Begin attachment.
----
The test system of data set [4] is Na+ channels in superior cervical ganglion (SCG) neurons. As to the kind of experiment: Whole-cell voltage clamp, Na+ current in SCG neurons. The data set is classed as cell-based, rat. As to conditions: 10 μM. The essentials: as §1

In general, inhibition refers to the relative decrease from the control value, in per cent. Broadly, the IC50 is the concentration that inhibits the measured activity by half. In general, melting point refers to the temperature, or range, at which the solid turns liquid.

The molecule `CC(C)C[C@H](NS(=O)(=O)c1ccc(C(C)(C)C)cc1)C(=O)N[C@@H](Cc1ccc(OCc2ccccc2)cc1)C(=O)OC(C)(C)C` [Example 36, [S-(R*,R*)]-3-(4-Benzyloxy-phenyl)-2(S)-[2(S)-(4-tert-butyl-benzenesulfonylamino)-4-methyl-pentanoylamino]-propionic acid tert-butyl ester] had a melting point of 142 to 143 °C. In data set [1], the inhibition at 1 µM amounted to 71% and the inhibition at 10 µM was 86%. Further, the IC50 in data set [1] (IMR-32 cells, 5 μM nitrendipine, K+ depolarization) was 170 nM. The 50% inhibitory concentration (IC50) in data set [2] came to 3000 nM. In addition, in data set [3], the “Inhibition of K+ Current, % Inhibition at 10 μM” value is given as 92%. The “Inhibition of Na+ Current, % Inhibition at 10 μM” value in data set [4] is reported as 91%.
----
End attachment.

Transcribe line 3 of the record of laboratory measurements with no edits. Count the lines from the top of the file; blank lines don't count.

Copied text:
The molecule `CC(C)C[C@H](NS(=O)(=O)c1ccc(C(C)(C)C)cc1)C(=O)N[C@@H](Cc1ccc(OCc2ccccc2)cc1)C(=O)OC(C)(C)C` [Example 36, [S-(R*,R*)]-3-(4-Benzyloxy-phenyl)-2(S)-[2(S)-(4-tert-butyl-benzenesulfonylamino)-4-methyl-pentanoylamino]-propionic acid tert-butyl ester] had a melting point of 142 to 143 °C. In data set [1], the inhibition at 1 µM amounted to 71% and the inhibition at 10 µM was 86%. Further, the IC50 in data set [1] (IMR-32 cells, 5 μM nitrendipine, K+ depolarization) was 170 nM. The 50% inhibitory concentration (IC50) in data set [2] came to 3000 nM. In addition, in data set [3], the “Inhibition of K+ Current, % Inhibition at 10 μM” value is given as 92%. The “Inhibition of Na+ Current, % Inhibition at 10 μM” value in data set [4] is reported as 91%.